I’ve never been a huge fan of New Year’s resolutions. Most of the things in my life that I’ve needed to work on are not quick fixes. But at this time of year, I definitely prioritize those things that I want to work on. I try to break down the bigger goals into smaller, more manageable goals….bite size if you will.
For instance, I want to lose weight. Last year, my goal was to lose 20 pounds. Well, twelve months later and several health issues later, I’ve lost 9 pounds. Did I reach my goal? No, not exactly. But in looking back on the year and the obstacles that came up, 9 pounds is a victory! Adapting to the circumstances throughout the year and making changes in my expectations helped me to lost the 9 pounds but also to not dwell on the fact that it wasn’t the original 20 I was hoping to lose. So being flexible and adjusting expectations can be key to moving forward with a goal.
The PCS or Deployment Goal
When my husband deployed, I was determined to downsize all of our stuff while he was gone. We had moved three times in four years with very little time in between to purge. I was able to get rid of or donate some, but no where near what I had hoped in the year he was gone.
When he retired, and we bought a home rather than renting, I vowed to clean out the basement and garage. Well, we still can’t walk around either space very well. But I’ve made monthly trips to the thrift shop to donate, so I feel good about the progress I’ve made this year.
In the last year, I’ve made it to the gym more than in the past couple of years which I consider a victory given my work schedule and my volunteer schedule.
My stress eating is definitely better. Why undo all that working out right? But when I do slip and binge eat, I don’t beat myself up. I just vow to do better, and usually, I do.
Bite Size Resolutions
So whether you are tackling a huge resolution such as quitting smoking or a smaller goal such as being better organized for your next PCS, the key is to be realistic. Break the larger resolution into smaller, bite-size goals.
Instead of going cold turkey with the smoking, try cutting back from 20 a day to 15. Once that feels easy, cut back to 12. Before you know it, you will be down to one or two a day. And if it takes several months to whittle down to one or two, so be it. That is much better than going cold turkey only to return to a pack a day in a few weeks.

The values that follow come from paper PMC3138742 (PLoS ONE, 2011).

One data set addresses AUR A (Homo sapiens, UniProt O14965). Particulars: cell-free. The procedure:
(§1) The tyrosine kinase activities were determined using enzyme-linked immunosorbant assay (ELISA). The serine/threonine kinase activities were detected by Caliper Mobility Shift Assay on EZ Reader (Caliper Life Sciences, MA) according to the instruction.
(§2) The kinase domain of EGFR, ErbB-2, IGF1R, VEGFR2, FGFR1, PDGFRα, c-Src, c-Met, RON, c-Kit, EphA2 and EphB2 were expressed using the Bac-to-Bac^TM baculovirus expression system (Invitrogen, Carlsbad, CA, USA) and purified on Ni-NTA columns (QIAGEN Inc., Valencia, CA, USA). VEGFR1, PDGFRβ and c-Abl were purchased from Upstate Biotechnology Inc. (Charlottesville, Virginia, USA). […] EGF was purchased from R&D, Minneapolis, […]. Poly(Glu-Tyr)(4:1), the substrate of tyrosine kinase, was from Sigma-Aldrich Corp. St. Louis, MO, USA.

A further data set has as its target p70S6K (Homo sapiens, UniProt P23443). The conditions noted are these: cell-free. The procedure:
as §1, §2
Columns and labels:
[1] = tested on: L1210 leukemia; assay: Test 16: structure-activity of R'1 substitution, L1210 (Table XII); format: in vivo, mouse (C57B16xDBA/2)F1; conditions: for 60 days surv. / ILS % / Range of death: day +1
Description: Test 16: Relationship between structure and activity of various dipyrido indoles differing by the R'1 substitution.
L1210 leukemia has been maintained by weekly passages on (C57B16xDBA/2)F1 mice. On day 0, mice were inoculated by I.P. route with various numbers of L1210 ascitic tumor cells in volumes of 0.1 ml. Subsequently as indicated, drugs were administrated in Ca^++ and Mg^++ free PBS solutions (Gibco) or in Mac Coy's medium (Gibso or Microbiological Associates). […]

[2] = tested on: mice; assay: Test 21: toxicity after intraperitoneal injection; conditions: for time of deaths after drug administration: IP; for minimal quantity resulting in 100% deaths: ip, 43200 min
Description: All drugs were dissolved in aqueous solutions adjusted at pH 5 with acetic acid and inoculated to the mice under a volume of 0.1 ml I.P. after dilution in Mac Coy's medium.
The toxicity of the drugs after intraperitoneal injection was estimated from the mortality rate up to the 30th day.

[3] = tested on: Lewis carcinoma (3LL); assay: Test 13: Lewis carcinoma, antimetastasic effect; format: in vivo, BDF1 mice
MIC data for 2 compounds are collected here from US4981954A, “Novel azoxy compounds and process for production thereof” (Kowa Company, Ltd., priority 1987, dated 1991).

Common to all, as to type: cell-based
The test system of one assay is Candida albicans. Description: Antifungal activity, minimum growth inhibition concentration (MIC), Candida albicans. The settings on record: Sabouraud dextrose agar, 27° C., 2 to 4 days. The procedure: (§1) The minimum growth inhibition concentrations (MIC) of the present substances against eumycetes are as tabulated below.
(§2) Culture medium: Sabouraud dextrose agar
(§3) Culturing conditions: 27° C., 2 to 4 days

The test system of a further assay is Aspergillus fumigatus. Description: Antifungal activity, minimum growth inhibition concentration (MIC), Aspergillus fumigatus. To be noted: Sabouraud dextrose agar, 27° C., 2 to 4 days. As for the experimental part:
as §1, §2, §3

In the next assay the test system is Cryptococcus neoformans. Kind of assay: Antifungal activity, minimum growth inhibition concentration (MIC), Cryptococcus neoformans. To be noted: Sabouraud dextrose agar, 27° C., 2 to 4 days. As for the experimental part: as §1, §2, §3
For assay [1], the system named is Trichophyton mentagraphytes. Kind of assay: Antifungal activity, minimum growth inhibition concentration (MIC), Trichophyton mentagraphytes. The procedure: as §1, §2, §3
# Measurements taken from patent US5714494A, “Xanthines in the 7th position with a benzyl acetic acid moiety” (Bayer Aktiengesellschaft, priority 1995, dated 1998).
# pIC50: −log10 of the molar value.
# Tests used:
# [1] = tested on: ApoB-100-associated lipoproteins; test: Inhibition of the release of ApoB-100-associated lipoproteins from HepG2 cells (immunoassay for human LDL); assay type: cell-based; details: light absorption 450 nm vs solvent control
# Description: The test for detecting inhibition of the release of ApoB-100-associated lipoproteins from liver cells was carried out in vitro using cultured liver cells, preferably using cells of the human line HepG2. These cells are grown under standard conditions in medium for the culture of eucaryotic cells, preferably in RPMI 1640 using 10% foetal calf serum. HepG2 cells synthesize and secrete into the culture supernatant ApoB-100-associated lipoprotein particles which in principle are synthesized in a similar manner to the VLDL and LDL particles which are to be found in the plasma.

PCSing was always a huge hurdle for me. My husband usually didn’t receive orders until April which never left a lot of time for planning. I did freelance and volunteer work through much of our moving around years, so it was easier to move my work with us. But I could never quite get organized enough to make the PCS run smooth. In planning our last move, I started earlier with the purging. I also didn’t try to get it all done before the move. We weren’t worried about weight so some of the purging I actually planned for after the move. It made my life much easier. Look for ways to spread the workload or “To Do” list out.
The key to any resolution is to be realistic and break it down into “bite-size” tasks to set yourself up for your best chance at success.
What are your goals for 2018 and what are the steps you can take to get there? Leave your suggestions below.
Author: Carla Olivo, PCSgrades Strategic Communications Director, previously served as the Director of Communications for Operation Hug-A-Hero and as the Media Relations Officer for the Delaware Department of Transportation. She has garnered numerous TV industry awards including the Associated Press award for Spot News Reporting, News Writing, Enterprise Reporting, and Documentary Reporting. During her career as a television journalist, Carla covered Operation Desert Storm, The Gulf War, and the collapse of the Soviet Union. She lives in Northern Virginia with her husband, a retired USMC Lt. Colonel, and their two children. You can follow her on Twitter @olivowriter.